Petr Jasek, the Christian aid worker sentenced to life in prison for allegedly spying, is back home on Czech soil after the Czech Foreign Minister flew to Khartoum to negotiate his release. Petr is reported to have arrived in Prague after Sudanese President Omar al-Bashir issued a pardon. He was sentenced to serve more than 20 years in jail after helping a student from Darfur who had been seriously injured at a rally. The two Sudanese men convicted with him -- Pastor Hassan Abduraheem and Abdulmonem Abdumawla -- remain in prison.
The three believers were accused of funding rebel movements in areas such as South Kordofan and Darfur. Petr was sentenced to life imprisonment on January 29th after being found guilty of various charges, including spying and inciting hatred. He was also fined 100,000 Sudanese pounds (more than $20,000 CAD) for undertaking humanitarian aid work without a permit.
Pastor Hassan and Abdulmonem were each sentenced to 12 years, having been convicted of various charges. Yet their main "crime" was "aiding and abetting" Petr with his humanitarian work. Their lawyers have lodged appeals against these sentences. (A previous report on their situation may be reviewed here.)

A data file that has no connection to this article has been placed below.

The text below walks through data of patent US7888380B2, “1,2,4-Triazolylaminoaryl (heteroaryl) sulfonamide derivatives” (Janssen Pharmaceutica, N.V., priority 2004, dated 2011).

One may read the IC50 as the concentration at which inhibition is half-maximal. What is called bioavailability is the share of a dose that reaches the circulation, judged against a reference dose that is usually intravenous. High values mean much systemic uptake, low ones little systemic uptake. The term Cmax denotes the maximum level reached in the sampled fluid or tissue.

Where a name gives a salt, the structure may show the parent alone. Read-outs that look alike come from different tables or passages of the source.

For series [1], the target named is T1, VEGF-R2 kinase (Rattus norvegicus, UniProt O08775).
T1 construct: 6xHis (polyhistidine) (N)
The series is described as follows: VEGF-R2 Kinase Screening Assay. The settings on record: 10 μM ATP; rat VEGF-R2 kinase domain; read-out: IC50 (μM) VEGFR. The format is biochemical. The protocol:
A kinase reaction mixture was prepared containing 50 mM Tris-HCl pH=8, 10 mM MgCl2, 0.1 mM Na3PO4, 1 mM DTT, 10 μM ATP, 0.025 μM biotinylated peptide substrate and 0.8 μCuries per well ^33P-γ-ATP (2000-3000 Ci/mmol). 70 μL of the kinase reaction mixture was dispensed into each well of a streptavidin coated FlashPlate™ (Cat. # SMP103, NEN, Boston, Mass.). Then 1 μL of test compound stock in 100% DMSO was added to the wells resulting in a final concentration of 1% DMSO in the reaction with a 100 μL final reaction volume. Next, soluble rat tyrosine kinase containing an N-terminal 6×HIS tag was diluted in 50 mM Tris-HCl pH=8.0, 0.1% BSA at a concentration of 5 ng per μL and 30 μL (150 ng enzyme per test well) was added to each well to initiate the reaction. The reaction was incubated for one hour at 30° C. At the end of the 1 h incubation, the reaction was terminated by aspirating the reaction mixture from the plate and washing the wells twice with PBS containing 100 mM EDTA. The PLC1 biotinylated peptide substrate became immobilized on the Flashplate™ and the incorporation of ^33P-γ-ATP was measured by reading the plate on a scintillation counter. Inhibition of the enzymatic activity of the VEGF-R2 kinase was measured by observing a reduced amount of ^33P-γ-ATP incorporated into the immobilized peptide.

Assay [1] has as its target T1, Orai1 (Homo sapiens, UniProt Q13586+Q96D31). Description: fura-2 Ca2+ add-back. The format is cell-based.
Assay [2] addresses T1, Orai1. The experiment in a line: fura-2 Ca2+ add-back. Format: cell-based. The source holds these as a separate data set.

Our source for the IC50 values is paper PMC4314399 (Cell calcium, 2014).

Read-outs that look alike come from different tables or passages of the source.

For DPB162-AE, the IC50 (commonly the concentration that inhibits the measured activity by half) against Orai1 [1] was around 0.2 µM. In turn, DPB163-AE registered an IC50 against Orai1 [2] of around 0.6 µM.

Petr travelled to Khartoum in December 2015 to give the injured student from Darfur funds toward his medical costs. Security agents searching his bags at Khartoum Airport found the receipt for his donation and detained him on the spot, accusing him of supporting rebels. He spent 14 months behind bars prior to his recently granted pardon.
The Czech Christian aid worker has a 20-year background in the medical field, including ten years as a hospital administrator. He has worked to provide care to Christians in Sudan and Nigeria, including medical care for those attacked by Boko Haram. While rejoicing with Petr and his family over his release, let's stand with them in prayer on behalf of his Sudanese friends who are still imprisoned.